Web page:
It started for several students at Stafford High School with trips to Chick-fil-A for breakfast. It ended in their suspension from school.
In between, though, the school says, were throngs of students being late for classes and a burst of Twitter outrage that the school's administration quickly discovered.
School officials say that having as many as 150 students at the Fredericksburg campus show up late to class was totally unacceptable. That led to the school's principal, Joe Lewis, to send out a message saying that anyone caught showing up late with food would have their breakfast confiscated.
School officials say they need students in class, on time, and academically engaged from 7:40 a.m. on.
A group of displeased students then took to their cell phones and then to Twitter to express their displeasure.
"I'm going to go into Stafford with 5 McDonald's bags filled with dog s*** & when they ask for them I'll just let 'em have it," one student said on Twitter.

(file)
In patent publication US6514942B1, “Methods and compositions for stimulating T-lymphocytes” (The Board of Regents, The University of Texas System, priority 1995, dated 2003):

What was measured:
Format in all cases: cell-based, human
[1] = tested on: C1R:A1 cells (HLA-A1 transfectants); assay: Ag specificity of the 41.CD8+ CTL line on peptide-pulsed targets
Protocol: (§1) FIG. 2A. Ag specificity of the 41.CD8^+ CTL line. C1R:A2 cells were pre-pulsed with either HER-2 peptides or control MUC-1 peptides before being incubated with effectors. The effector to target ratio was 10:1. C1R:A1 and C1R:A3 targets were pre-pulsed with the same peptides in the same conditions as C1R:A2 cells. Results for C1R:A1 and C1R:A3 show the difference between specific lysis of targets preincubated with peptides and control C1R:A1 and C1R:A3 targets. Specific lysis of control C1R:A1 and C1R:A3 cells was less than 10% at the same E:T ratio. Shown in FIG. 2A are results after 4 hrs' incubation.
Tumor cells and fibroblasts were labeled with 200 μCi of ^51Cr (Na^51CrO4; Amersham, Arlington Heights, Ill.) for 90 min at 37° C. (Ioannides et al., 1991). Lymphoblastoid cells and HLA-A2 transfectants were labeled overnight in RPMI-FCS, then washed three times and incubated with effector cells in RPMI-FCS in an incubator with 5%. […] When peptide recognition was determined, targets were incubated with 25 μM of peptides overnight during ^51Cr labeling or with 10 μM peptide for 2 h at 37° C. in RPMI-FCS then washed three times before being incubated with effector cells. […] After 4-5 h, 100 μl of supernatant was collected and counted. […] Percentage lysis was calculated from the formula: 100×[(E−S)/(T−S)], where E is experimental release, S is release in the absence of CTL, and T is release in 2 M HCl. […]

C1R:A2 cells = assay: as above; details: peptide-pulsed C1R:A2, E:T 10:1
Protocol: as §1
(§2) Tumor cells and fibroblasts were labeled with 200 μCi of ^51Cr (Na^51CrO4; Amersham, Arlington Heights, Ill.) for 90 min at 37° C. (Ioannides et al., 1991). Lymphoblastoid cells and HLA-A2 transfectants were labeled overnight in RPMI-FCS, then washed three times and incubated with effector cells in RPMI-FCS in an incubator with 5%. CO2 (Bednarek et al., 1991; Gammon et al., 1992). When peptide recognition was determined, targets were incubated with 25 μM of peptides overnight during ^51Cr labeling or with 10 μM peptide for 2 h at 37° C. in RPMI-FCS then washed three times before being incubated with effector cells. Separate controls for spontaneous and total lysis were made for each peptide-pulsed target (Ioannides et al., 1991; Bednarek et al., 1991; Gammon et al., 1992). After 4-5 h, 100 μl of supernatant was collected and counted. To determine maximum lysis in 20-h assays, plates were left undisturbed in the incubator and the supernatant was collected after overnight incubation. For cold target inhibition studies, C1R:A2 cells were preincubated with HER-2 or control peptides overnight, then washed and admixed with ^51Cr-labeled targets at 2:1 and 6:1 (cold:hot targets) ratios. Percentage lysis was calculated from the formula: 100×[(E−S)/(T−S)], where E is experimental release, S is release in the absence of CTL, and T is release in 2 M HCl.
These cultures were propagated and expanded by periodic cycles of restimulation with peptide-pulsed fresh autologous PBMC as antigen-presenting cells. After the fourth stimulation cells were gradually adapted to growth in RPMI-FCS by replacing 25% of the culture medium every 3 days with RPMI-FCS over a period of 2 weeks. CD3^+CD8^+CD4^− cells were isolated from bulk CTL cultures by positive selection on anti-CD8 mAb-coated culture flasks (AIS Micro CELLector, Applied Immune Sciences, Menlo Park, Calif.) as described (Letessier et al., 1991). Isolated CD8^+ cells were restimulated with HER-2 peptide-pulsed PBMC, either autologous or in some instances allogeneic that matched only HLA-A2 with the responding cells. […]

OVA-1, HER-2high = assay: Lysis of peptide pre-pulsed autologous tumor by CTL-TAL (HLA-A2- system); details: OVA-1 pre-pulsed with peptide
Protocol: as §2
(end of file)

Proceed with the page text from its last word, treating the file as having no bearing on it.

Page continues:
Stafford County Public Schools officials say that phone use on campus led to the suspension of five students, which is against school rules, not the tweeting.
"They are very aware of the policy," spokeswoman Valerie Cottongim said. "That's the only reason they were suspended."
However, students insist it was the tweeting that led to the punishment.
"I don't know if the kids should have gotten in trouble for using their phones, unless the teachers physically caught them," Stafford senior Kyle Clyde said.
The suspensions, though, only fueled the fire for the students, who went back to the social network to express further anger, especially those students who feel like administration officials are "stalking" them.
Officials say that no school officials, including Principal Lewis, are monitoring tweets.
"There are over 2,000 students in that school," Cottongim said. "Our administrators don't have time to be tracking students in that manner."